What are the signs of resilience in a franchise?

While surviving the pandemic looks a surefire sign of resilience our experts suggest there are specific points to consider that can help determine whether or not the business is viable for the long term.

How do weekly sales numbers compare with pre-Covid figures?

With all the uncertainty of the last couple of years, it is little surprise that “resilience” is now high on the checklist for many prospective franchisees.

There is no substitute for reviewing and testing financial information, especially with the help of your professional advisor. However, there are a few basic questions that can be asked of existing franchisees early in the process to gain some valuable insights. 

Ask them how their weekly sales numbers had held up in the last two years compared to pre-Covid levels. It is also worth asking them how the business was tracking in the couple of years before Covid. Some businesses were marginal heading into the pandemic and may have only survived due to the range of assistance programs and packages on offer. Questions around franchisor support, customer behaviour, the impact of competitors and the effectiveness of marketing campaigns may provide additional insights.

The next step would be to probe what their recent experience had been with key expenses in the business (stock purchases, wages and rent etc). Even more importantly try to get to find out what they think is causing those changes. For example, challenges in getting stock in a timely manner, difficulties recruiting or retaining staff and issues with landlords.

In isolation these answers don’t reveal much, but when consistent themes emerge the picture may become very clear very quickly.

Darryn McAuliffe, CEO, FRANdata Australia. Darryn has 30+ years in business banking, risk management and franchising. FRANdata researches, reports and rates franchise systems. 

Check necessary licenses, permits and debt commitments

Franchisees should ensure their franchise lawyer reviews the franchise documents, The lawyer should highlight any red flags regarding the franchisor’s financial performance over the prior two years. It is also important to closely look at the recent history of franchisees who have left. These details do tell a story about the health or otherwise of the franchise system.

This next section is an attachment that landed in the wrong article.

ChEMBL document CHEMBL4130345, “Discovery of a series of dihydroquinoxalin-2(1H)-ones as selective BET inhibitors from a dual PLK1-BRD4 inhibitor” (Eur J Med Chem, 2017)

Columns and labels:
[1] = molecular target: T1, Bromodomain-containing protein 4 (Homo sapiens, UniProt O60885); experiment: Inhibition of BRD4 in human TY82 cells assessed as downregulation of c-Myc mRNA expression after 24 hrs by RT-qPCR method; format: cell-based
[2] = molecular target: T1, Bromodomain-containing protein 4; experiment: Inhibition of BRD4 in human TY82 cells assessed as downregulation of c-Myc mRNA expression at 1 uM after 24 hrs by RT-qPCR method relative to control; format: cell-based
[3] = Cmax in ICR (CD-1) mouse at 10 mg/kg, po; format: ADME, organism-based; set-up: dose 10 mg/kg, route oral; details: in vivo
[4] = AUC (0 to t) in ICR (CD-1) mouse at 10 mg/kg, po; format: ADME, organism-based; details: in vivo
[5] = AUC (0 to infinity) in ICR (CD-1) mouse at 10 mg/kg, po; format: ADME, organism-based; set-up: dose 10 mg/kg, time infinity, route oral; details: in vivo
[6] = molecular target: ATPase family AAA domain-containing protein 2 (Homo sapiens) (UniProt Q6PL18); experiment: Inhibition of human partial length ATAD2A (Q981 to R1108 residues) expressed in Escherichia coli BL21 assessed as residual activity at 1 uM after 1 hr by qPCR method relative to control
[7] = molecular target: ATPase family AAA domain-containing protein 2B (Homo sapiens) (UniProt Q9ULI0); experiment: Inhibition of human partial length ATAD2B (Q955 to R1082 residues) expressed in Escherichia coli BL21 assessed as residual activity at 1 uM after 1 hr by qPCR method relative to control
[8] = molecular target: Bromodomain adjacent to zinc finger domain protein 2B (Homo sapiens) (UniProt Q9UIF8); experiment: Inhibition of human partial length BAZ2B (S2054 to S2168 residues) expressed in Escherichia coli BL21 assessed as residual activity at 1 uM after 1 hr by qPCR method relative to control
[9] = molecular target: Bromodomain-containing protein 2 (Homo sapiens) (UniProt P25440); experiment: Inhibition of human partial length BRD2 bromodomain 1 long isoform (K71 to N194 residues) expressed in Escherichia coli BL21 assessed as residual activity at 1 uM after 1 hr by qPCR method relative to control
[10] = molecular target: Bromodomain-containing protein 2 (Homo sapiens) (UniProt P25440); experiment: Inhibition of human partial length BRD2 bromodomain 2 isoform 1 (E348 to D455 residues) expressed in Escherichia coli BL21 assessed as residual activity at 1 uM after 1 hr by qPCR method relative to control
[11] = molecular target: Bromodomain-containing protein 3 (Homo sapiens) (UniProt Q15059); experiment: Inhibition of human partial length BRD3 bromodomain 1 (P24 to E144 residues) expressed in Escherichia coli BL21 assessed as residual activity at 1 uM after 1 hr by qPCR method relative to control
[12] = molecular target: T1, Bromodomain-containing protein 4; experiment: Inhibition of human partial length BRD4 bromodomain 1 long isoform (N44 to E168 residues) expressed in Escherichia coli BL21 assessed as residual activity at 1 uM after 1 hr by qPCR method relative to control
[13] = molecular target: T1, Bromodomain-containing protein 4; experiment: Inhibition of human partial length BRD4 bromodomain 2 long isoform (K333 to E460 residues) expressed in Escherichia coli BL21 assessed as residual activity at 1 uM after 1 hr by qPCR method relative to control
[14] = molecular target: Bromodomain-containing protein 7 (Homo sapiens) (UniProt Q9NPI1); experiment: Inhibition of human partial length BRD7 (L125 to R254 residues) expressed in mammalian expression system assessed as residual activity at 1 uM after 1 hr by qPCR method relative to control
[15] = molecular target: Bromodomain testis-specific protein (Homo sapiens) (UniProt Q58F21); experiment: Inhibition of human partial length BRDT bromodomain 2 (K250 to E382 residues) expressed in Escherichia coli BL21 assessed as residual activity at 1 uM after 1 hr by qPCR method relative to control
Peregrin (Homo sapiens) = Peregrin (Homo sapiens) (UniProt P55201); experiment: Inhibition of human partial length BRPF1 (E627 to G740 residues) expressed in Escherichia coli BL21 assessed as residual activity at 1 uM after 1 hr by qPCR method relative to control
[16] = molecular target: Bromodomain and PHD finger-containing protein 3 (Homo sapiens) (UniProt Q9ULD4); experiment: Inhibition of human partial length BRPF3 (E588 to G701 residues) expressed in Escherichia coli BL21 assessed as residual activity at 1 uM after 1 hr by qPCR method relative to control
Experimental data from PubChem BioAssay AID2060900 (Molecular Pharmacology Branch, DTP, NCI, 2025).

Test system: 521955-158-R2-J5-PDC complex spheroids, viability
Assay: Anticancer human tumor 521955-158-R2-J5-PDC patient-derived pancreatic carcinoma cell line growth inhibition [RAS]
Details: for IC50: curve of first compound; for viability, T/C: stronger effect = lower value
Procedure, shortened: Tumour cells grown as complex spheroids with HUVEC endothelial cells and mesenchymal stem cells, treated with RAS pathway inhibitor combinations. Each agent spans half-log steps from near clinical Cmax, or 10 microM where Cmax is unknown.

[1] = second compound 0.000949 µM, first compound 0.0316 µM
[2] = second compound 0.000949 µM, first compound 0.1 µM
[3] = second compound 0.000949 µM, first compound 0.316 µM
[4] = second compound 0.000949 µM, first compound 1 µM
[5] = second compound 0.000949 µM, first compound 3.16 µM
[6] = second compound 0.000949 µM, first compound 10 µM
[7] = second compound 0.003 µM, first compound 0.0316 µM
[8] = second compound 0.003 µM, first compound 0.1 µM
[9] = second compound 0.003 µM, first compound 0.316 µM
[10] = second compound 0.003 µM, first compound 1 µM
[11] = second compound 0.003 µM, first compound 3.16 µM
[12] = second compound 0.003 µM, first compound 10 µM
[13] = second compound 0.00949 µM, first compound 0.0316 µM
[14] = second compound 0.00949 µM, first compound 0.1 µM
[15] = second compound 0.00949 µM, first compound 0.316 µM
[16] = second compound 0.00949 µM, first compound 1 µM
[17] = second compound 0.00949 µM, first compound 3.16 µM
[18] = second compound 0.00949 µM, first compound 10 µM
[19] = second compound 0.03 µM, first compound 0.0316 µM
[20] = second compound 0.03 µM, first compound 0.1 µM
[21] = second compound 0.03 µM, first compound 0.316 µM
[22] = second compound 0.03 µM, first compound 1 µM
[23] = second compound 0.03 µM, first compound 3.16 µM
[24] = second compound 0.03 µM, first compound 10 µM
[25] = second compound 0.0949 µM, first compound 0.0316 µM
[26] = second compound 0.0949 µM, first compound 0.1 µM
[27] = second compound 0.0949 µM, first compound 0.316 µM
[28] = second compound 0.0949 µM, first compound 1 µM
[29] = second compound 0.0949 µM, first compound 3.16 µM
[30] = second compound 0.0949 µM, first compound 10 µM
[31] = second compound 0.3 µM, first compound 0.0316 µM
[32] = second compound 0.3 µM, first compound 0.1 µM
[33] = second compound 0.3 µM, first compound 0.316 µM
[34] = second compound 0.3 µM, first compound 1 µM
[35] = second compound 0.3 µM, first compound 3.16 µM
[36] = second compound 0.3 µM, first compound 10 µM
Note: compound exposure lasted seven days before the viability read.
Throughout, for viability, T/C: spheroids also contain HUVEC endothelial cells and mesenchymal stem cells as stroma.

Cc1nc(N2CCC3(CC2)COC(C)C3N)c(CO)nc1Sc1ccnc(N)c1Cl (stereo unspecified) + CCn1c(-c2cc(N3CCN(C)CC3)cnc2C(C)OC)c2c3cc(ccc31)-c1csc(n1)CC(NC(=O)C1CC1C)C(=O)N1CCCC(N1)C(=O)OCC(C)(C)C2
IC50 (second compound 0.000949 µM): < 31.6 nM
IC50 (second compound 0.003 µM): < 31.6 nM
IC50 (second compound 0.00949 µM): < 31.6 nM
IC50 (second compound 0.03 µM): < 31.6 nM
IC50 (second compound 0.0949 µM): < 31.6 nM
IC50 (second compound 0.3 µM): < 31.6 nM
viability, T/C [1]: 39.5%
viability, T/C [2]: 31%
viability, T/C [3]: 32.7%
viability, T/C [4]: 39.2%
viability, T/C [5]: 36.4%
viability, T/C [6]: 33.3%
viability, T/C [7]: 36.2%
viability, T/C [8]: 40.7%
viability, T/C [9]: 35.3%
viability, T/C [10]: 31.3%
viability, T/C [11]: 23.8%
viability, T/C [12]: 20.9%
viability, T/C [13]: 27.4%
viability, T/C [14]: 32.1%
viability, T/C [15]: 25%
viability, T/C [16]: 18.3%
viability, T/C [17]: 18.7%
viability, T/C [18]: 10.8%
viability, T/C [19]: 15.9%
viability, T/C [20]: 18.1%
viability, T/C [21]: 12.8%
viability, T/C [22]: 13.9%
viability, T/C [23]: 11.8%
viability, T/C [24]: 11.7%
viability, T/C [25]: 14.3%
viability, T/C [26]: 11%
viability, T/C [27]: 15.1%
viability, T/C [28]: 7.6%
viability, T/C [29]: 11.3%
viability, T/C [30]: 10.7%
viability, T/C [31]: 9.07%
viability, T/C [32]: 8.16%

A brand new business is of course a higher risk than an existing business that has a track record. For an existing business, consider the following points:

If there is a lease review the lease terms and rent review provisions. Did the landlord provide any rent relief in the lockdown periods? When is the next market review due? There is a risk the rent may increase at that point and significantly impact on your profit.

Ensure that all the assets of the business you are acquiring are clear of debt. Your lawyer can do a PPSR (Personal Property Securities Register) search to make sure there are no security interest registered over the business assets 

Check all of the necessary licenses and permits for the business and any supplier agreements are current. Check that the terms are commercial. 

Buying any business carries risk but you can reduce that risk by getting specialist legal and financial advice before you commit.  

Robert Toth, Special Counsel. Robert is an accredited commercial law and franchise specialist named as a leading franchise lawyer in Australia by Who’s Who Legal 2021.